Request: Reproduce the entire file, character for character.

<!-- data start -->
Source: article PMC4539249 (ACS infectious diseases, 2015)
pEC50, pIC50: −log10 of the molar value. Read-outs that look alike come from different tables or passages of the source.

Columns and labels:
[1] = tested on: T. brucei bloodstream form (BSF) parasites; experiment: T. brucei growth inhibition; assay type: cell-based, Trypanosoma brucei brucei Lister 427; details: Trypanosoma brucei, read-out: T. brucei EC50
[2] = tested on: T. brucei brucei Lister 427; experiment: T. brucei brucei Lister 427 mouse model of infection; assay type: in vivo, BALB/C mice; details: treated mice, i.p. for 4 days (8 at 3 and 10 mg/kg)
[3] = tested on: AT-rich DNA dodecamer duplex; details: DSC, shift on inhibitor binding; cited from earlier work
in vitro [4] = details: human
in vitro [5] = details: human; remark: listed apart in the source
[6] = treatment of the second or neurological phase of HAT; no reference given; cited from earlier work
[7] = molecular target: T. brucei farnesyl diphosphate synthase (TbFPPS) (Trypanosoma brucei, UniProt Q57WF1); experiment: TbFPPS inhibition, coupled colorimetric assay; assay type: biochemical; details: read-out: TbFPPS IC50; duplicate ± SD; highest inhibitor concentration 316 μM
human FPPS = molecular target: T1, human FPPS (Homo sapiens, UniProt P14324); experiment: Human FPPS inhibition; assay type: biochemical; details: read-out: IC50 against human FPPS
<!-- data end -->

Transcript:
Source: article PMC4539249 (ACS infectious diseases, 2015)
pEC50, pIC50: −log10 of the molar value. Read-outs that look alike come from different tables or passages of the source.

Columns and labels:
[1] = tested on: T. brucei bloodstream form (BSF) parasites; experiment: T. brucei growth inhibition; assay type: cell-based, Trypanosoma brucei brucei Lister 427; details: Trypanosoma brucei, read-out: T. brucei EC50
[2] = tested on: T. brucei brucei Lister 427; experiment: T. brucei brucei Lister 427 mouse model of infection; assay type: in vivo, BALB/C mice; details: treated mice, i.p. for 4 days (8 at 3 and 10 mg/kg)
[3] = tested on: AT-rich DNA dodecamer duplex; details: DSC, shift on inhibitor binding; cited from earlier work
in vitro [4] = details: human
in vitro [5] = details: human; remark: listed apart in the source
[6] = treatment of the second or neurological phase of HAT; no reference given; cited from earlier work
[7] = molecular target: T. brucei farnesyl diphosphate synthase (TbFPPS) (Trypanosoma brucei, UniProt Q57WF1); experiment: TbFPPS inhibition, coupled colorimetric assay; assay type: biochemical; details: read-out: TbFPPS IC50; duplicate ± SD; highest inhibitor concentration 316 μM
human FPPS = molecular target: T1, human FPPS (Homo sapiens, UniProt P14324); experiment: Human FPPS inhibition; assay type: biochemical; details: read-out: IC50 against human FPPS